The Burgeoning Market In an article appearing in the June 29, 1938 issue, Mac Smith, a Detroit merchandising counselor, wrote on the growing opportunities for contractors to install air conditioning equipment in small retail stores and restaurants.

A survey of 1,366 recent air conditioning installations done in a variety of cities including Brooklyn, NY; Syracuse, NY; Indianapolis, IN; Chicago, IL; Miami, FL; Houston, TX; and San Francisco, CA, revealed that small businesses were big buyers of air conditioning systems. “Stores and shops — predominantly one-room establishments like dress shops, shoe stores, haberdasheries, men’s wear shops, and drug and confectionery stores — represented only 10% of the tonnage in these communities prior to 1935. Two years ago, they jumped to 25%. Last year, they accounted for a third of all air conditioning business.

“Restaurants were believed by many to be a saturated market when they reached 12% of the air conditioning tonnage in 1935. But they were up to 14% last year.”

Smith pointed out that theater installations, which had been 40% of the market a few years prior to 1938, were well below 7% by 1938. In addition, Smith called attention to the fact that there were only so many movie houses, and most of them already had air conditioning, while only a small percentage of stores and shops were air conditioned.

Also, large buildings and industrial plants were dropping in relative importance because the market for the smaller systems was expanding much quicker.

As the small-tonnage market grew, Smith asserted, it was becoming more profitable for the smaller dealer to get into the air conditioning business. And this not only was good for the dealer but others involved as well.

“More outlets for air conditioning mean more sales. More sales mean bigger production schedules in air conditioning factories, almost invariably resulting in lower prices for equipment. And reduced prices mean easier business for everybody!”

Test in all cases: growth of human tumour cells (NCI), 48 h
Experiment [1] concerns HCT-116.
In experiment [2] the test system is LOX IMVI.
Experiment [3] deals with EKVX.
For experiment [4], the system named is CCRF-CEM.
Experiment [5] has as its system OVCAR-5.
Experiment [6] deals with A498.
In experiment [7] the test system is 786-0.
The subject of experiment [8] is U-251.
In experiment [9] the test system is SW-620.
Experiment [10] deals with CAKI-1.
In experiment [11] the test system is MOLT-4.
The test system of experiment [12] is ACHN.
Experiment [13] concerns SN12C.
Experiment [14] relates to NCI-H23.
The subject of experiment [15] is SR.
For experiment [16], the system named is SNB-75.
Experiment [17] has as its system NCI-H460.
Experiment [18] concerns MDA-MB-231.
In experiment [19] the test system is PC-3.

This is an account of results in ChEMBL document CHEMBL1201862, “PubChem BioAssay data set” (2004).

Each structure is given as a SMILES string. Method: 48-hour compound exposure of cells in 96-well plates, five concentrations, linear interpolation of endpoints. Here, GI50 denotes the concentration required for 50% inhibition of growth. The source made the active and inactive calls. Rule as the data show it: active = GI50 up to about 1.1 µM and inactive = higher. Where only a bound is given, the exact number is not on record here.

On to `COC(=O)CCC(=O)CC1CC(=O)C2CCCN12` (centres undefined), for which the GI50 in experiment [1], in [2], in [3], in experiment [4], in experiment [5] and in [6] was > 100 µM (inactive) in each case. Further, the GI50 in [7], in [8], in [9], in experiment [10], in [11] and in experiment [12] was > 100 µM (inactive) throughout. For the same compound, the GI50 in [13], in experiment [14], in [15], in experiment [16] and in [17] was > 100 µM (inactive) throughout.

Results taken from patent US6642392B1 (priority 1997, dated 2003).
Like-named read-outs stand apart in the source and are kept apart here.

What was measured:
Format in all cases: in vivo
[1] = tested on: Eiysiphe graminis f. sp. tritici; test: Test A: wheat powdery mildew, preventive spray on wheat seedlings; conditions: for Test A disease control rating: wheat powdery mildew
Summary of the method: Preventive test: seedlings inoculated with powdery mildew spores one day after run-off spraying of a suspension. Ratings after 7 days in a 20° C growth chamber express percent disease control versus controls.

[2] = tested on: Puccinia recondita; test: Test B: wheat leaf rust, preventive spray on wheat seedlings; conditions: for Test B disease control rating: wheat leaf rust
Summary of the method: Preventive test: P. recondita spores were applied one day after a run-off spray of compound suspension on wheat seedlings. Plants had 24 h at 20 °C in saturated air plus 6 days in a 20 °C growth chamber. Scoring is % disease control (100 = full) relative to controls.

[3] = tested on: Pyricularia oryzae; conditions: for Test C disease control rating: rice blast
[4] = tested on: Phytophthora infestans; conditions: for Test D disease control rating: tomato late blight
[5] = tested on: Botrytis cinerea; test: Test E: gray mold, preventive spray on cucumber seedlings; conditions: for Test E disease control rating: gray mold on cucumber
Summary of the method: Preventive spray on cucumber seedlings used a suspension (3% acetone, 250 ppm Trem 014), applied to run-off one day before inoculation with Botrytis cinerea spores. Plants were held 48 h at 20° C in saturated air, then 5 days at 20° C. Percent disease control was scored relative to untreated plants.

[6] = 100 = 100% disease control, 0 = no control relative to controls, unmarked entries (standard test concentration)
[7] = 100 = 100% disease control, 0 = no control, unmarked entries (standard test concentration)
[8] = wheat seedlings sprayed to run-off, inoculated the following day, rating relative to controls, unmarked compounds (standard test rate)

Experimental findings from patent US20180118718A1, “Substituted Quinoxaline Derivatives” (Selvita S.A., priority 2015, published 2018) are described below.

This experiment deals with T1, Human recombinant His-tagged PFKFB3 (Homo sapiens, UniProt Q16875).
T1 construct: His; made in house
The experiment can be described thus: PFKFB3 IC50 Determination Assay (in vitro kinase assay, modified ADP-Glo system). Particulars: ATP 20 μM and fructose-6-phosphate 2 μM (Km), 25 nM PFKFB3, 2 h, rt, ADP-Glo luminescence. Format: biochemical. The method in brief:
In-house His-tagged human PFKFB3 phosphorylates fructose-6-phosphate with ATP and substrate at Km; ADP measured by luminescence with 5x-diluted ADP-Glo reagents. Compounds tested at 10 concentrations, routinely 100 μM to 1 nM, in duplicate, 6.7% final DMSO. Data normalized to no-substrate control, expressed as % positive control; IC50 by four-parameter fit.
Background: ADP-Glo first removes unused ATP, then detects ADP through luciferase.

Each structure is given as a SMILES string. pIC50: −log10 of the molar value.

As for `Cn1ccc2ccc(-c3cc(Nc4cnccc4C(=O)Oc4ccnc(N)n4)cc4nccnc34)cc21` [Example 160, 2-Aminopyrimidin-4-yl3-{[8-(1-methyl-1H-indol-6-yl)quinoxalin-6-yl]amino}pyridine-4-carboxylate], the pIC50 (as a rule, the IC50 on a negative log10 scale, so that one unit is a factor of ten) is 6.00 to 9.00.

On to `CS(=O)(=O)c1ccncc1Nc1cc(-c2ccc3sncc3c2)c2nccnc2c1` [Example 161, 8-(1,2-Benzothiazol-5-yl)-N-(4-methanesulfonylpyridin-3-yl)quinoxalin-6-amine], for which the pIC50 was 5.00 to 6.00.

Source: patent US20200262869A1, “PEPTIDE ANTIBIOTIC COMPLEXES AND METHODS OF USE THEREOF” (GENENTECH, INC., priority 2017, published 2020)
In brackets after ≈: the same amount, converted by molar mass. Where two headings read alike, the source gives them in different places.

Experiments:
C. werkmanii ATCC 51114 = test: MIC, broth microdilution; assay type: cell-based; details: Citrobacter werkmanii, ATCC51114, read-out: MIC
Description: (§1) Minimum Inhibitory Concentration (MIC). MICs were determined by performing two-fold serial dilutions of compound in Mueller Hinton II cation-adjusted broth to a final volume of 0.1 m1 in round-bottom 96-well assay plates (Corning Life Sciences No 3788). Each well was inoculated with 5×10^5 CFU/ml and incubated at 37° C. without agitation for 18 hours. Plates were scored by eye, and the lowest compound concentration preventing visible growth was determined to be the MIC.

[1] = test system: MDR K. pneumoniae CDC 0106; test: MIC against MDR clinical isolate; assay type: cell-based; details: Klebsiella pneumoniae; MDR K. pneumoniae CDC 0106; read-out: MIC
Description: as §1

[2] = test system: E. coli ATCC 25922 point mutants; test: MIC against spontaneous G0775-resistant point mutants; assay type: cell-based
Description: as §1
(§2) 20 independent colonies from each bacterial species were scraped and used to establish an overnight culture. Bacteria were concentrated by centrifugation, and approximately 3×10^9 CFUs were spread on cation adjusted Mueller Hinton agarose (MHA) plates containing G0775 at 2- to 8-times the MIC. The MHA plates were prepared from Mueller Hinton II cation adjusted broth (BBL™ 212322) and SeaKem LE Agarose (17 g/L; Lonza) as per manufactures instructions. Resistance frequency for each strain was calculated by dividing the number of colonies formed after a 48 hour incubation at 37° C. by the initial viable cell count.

According to some small-tonnage dealers, the reasons that this was “the most desirable kind of business [in the industry] to handle” included ease of calculations, low overhead, and ease of selling. Whoever was the first to approach a prospect was likely to get the job, unlike with a big job where there was more competition and more shopping around occurring. Also, there wasn’t a lot of red tape involved, as, “The man who runs the business is the man who is going to do the buying.”

Another point made was that the hardest part was over. By 1938, everybody knew what air conditioning was and they knew its benefits. “But the sales work on the air conditioning prospect has scarcely been started,” Smith said. “A cross-section of the ‘Main Street’ market across America… revealed the amazing fact that 79% of those people who are seriously considering the purchase of air conditioning during 1938 have never had a sales contact from any representative of a manufacturer or dealer in air conditioning!”

Publication date: 06/25/2001